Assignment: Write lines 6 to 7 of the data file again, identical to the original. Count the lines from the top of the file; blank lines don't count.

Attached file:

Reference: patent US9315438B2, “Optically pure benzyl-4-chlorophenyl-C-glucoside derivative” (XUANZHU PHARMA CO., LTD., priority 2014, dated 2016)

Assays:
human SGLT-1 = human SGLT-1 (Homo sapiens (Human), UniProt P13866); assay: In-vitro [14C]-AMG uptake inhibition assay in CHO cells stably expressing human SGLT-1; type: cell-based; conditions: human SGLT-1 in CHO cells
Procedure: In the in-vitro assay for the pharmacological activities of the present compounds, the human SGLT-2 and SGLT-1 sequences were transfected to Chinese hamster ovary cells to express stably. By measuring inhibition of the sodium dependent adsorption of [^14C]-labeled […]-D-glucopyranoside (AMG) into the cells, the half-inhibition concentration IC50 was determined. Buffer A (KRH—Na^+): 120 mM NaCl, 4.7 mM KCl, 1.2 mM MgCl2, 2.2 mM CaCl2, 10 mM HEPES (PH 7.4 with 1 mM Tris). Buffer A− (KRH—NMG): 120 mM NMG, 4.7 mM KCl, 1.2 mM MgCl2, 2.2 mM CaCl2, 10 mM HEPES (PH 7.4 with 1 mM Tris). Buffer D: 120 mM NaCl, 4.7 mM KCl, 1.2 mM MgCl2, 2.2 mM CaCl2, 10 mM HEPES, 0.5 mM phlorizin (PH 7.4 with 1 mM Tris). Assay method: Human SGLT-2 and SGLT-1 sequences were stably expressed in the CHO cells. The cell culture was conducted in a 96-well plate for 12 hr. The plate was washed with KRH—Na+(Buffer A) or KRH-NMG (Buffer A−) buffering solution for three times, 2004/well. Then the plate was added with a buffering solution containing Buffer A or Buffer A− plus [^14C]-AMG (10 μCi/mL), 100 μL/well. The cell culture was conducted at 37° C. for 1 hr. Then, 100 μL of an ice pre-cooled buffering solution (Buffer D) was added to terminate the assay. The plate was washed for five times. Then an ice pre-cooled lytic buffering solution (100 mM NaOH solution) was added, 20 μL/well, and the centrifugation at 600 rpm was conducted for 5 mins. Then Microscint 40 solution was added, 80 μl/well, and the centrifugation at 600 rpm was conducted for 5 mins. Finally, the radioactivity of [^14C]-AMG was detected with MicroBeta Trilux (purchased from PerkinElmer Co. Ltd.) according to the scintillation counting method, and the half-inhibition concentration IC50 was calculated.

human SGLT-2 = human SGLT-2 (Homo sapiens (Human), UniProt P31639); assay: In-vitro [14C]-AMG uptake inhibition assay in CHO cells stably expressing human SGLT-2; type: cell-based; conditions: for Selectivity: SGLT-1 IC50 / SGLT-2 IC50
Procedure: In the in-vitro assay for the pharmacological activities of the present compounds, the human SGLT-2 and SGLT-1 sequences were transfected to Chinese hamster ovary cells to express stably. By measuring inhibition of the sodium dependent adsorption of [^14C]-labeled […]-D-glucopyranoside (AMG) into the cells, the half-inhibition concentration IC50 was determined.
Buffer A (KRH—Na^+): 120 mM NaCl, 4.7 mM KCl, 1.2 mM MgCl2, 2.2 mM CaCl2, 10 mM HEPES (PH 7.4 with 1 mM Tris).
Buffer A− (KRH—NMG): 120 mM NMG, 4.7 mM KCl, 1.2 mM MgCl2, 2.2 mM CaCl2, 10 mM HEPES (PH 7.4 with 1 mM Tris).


Procedure: In the in-vitro assay for the pharmacological activities of the present compounds, the human SGLT-2 and SGLT-1 sequences were transfected to Chinese hamster ovary cells to express stably. By measuring inhibition of the sodium dependent adsorption of [^14C]-labeled […]-D-glucopyranoside (AMG) into the cells, the half-inhibition concentration IC50 was determined.
Buffer A (KRH—Na^+): 120 mM NaCl, 4.7 mM KCl, 1.2 mM MgCl2, 2.2 mM CaCl2, 10 mM HEPES (PH 7.4 with 1 mM Tris).